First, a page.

What’s a Mosso Compute Cycle?
When I first launched usernamecheck.com I was on dreamhost. Within the first 48 hours with over 30k hits, they (very nicely I must say) said that I had outgrown them and I should maybe look at an alternative host for that site. I’d recently seen a great deal of press on Mosso, and their prices although very expensive compared to my bargain basement DH account didn’t seem out of this world, so I signed up. The only thing I was left worrying about was what was a “compute cycle”. With a mosso account they give you 10,000 compute cycles per month with the basic account, then every compute cycle over that costs you a penny. They give some ideas of what a compute cycle is and what sort of sites use what volume of cycles, but it’s still this strange intangible value that I had no idea what it would mean. They do try to explain it, but I never really understood or believed what was being said….
Using 10,000 compute cycles in a month is roughly equivalent to running a server with a 2.8 GHz modern processor for the same period of time.
I have no idea what a 2.8Ghz modern processor can do.
…same processing power as you’d get from a decent dedicated server or Amazon EC2 instance.
Excellent use of defining one ambiguous value with another one (as Rick here at work called it, it’s metric laundering).
Mostly, CPU processing time. However, compute cycles also account for the disk I/O your application’s operations consume.
There’s a lot of “abouts” and “mostlys”.
2 days ago I finished my first month with them, so I asked for a report of my daily compute cycle usage. I threw this into Pages with the same day stats from Google Analytics for Pageviews. My theory, I wanted to see what sort of correlation there was between page views and compute cycles.
There are a couple of things about the graph that need to be made very clear. There are 3 chunks of data that are all on different scales. Really the scale is irrelevant, I just want to show the pattern. There is a steep decline in the PPC value over the first few days, this is due to the very unique nature of the usernamecheck.com site, in that it is a single page site, that calls X number of AJAX requests to the server. In the early days of using Mosso the site went from checking 30 or so sites to it’s current level of 68. Hence the drop from 35 down to the now fairly consistent 10 PPC. Using the same assumption that 10 PPC is actually 680 PPC since 1 page views spawns at a minimum 68 requests that the server has to handle.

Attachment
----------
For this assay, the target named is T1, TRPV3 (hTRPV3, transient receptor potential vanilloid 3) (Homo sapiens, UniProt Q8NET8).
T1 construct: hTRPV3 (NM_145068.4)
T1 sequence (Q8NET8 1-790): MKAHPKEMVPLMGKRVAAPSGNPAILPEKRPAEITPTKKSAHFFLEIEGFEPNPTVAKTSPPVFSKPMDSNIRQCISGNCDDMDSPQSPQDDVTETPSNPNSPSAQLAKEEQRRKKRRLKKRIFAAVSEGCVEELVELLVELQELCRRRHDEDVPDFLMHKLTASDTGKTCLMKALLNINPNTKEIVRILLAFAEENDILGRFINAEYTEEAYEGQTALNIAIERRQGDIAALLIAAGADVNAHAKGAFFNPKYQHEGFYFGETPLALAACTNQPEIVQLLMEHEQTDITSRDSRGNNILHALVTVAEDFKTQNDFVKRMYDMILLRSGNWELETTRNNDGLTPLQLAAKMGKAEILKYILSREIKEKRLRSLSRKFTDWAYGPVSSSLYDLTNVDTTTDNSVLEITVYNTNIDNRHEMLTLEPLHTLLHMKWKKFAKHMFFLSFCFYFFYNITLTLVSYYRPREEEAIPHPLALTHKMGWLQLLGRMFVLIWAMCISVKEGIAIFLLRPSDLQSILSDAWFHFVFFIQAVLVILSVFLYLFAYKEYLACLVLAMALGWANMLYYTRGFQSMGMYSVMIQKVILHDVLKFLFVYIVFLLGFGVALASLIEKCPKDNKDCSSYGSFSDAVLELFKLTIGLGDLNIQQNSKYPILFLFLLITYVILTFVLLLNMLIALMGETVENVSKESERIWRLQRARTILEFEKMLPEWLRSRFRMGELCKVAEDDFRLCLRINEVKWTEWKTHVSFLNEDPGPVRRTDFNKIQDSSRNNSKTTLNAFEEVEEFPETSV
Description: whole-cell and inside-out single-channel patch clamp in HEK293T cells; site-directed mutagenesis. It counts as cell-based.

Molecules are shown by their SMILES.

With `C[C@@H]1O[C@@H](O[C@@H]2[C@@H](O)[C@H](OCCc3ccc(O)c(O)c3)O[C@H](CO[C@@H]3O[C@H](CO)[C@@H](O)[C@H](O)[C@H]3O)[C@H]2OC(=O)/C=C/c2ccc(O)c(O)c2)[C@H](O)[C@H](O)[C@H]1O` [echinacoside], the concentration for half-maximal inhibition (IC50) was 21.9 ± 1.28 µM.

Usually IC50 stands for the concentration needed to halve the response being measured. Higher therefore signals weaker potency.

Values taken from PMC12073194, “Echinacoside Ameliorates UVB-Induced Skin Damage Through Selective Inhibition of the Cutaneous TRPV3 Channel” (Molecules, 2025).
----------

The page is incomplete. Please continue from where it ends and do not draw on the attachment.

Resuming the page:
For me this gives me two very important things..
A: the ability to estimate how much I will be over or under for the month.
B: a good benchmark I can also use for new sites that I start hosting on this same Mosso account.
I would love it if this sort of data was available to a Mosso account holder easily. The page views per compute cycle for a historical period would be priceless to someone running a number of resold client sites - it would enable you to identify who was sucking all the compute cycles, that you could work with to better improve their processes. I’d be even happier if Mosso provided the last months graph for their entire universe. How cool would it be to have a graph that shows the X million of page views that Mosso clients get and the Y million compute cycles and then a second graph with the average PPC for the last month. That information would be invaluable to someone who wanted to sign up and I think would make more people take the plunge.